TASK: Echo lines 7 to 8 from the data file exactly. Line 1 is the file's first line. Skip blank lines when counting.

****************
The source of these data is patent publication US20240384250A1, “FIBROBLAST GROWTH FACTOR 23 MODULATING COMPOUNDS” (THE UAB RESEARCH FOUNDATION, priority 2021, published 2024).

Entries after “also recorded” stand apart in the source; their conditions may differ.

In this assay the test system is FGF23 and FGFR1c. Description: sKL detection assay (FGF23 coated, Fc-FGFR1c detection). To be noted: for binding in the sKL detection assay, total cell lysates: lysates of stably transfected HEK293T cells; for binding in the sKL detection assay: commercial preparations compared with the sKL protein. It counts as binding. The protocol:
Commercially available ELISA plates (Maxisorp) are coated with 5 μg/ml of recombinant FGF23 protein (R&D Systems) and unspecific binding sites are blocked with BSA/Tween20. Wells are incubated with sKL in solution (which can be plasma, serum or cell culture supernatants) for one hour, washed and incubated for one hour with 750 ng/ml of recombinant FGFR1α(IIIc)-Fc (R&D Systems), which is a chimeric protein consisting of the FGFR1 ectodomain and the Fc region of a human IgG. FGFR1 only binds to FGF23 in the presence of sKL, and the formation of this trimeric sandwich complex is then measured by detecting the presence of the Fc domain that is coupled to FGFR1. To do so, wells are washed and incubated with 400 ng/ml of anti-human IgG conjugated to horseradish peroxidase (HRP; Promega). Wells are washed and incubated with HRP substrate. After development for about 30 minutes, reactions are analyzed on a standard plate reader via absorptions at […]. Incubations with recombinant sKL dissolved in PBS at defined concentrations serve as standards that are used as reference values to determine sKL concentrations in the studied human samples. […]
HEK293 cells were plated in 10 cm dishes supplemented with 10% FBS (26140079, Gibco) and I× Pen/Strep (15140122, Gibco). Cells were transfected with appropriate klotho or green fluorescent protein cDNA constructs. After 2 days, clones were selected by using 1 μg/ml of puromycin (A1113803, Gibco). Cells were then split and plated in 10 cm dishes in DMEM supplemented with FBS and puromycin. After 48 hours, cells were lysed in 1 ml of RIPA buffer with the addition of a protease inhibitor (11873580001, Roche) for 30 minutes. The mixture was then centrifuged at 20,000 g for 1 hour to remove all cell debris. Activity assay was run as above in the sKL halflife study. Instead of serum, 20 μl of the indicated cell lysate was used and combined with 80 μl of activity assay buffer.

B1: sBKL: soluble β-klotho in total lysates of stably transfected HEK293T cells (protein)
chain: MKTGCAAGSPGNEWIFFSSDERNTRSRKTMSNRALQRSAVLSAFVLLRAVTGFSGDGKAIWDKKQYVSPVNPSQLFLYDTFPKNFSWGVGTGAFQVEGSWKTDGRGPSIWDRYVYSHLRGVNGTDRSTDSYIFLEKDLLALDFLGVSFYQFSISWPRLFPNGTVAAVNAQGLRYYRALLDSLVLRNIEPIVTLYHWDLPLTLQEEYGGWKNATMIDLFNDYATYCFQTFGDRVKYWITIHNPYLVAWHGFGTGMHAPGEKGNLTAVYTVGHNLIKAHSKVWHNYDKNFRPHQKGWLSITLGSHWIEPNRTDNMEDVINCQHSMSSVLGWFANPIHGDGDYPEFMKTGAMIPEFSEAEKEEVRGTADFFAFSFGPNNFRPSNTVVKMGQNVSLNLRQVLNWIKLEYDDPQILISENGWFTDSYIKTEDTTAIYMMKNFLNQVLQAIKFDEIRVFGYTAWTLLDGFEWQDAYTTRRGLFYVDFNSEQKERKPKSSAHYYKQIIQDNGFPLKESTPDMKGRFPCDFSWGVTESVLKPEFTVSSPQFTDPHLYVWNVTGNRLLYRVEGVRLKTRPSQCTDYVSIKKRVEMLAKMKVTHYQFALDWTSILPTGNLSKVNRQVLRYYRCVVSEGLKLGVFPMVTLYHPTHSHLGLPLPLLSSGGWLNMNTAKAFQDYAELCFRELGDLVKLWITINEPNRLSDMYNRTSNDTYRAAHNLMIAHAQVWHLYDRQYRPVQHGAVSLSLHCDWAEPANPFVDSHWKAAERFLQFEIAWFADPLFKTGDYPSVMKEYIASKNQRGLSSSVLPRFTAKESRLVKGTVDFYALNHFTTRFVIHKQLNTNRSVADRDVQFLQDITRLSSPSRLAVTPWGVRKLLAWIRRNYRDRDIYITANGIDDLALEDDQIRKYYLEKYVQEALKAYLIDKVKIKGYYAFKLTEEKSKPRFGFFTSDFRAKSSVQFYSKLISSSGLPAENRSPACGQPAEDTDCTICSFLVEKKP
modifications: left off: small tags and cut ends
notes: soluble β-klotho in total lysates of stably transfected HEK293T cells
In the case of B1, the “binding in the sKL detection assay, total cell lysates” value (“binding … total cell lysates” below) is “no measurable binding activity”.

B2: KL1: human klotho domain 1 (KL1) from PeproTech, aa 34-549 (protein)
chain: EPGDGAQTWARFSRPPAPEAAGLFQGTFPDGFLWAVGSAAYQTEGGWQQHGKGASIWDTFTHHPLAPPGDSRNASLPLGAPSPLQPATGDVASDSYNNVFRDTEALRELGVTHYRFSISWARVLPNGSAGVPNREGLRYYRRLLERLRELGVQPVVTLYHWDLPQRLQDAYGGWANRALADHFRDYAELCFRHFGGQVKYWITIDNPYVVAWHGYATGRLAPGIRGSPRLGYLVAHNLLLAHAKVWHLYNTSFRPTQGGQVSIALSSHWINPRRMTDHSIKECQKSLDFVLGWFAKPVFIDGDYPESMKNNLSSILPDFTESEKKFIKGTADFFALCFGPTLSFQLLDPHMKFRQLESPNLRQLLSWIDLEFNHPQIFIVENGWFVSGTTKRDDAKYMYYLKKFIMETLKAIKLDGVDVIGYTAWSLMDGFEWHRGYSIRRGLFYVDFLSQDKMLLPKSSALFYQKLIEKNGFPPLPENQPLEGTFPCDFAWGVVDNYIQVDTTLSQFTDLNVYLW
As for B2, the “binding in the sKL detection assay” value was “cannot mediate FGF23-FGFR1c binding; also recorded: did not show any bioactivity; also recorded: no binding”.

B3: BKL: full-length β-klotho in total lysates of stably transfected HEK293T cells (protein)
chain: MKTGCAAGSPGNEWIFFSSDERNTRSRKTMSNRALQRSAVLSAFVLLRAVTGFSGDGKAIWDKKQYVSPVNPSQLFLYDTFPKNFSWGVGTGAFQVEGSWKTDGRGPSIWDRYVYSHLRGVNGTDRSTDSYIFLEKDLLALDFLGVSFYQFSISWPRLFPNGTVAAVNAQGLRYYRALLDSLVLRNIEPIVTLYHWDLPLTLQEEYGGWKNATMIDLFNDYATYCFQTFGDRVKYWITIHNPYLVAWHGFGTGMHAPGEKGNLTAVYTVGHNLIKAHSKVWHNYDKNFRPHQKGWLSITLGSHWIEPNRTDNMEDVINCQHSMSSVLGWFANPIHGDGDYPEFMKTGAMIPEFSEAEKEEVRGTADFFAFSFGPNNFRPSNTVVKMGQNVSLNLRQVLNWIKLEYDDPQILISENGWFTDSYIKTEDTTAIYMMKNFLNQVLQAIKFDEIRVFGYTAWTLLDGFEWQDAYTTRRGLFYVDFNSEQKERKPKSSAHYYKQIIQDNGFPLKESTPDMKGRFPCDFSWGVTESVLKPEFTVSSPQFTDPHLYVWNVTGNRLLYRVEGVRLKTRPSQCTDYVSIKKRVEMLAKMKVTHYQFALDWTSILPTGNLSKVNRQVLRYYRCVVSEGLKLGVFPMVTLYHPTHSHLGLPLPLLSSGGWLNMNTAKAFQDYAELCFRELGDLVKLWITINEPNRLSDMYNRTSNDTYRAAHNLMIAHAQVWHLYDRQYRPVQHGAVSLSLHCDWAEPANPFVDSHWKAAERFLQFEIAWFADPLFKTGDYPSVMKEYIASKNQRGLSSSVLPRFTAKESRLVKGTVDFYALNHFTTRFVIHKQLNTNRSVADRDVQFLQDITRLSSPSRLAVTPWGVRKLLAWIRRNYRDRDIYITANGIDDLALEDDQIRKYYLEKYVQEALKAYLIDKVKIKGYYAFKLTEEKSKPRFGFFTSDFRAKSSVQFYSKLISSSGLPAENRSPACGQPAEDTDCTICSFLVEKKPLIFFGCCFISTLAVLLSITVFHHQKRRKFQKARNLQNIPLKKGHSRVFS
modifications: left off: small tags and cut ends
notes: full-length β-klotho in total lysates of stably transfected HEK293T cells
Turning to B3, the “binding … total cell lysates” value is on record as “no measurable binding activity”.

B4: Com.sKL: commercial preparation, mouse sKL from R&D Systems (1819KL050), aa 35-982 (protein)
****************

chain: MKTGCAAGSPGNEWIFFSSDERNTRSRKTMSNRALQRSAVLSAFVLLRAVTGFSGDGKAIWDKKQYVSPVNPSQLFLYDTFPKNFSWGVGTGAFQVEGSWKTDGRGPSIWDRYVYSHLRGVNGTDRSTDSYIFLEKDLLALDFLGVSFYQFSISWPRLFPNGTVAAVNAQGLRYYRALLDSLVLRNIEPIVTLYHWDLPLTLQEEYGGWKNATMIDLFNDYATYCFQTFGDRVKYWITIHNPYLVAWHGFGTGMHAPGEKGNLTAVYTVGHNLIKAHSKVWHNYDKNFRPHQKGWLSITLGSHWIEPNRTDNMEDVINCQHSMSSVLGWFANPIHGDGDYPEFMKTGAMIPEFSEAEKEEVRGTADFFAFSFGPNNFRPSNTVVKMGQNVSLNLRQVLNWIKLEYDDPQILISENGWFTDSYIKTEDTTAIYMMKNFLNQVLQAIKFDEIRVFGYTAWTLLDGFEWQDAYTTRRGLFYVDFNSEQKERKPKSSAHYYKQIIQDNGFPLKESTPDMKGRFPCDFSWGVTESVLKPEFTVSSPQFTDPHLYVWNVTGNRLLYRVEGVRLKTRPSQCTDYVSIKKRVEMLAKMKVTHYQFALDWTSILPTGNLSKVNRQVLRYYRCVVSEGLKLGVFPMVTLYHPTHSHLGLPLPLLSSGGWLNMNTAKAFQDYAELCFRELGDLVKLWITINEPNRLSDMYNRTSNDTYRAAHNLMIAHAQVWHLYDRQYRPVQHGAVSLSLHCDWAEPANPFVDSHWKAAERFLQFEIAWFADPLFKTGDYPSVMKEYIASKNQRGLSSSVLPRFTAKESRLVKGTVDFYALNHFTTRFVIHKQLNTNRSVADRDVQFLQDITRLSSPSRLAVTPWGVRKLLAWIRRNYRDRDIYITANGIDDLALEDDQIRKYYLEKYVQEALKAYLIDKVKIKGYYAFKLTEEKSKPRFGFFTSDFRAKSSVQFYSKLISSSGLPAENRSPACGQPAEDTDCTICSFLVEKKP
modifications: left off: small tags and cut ends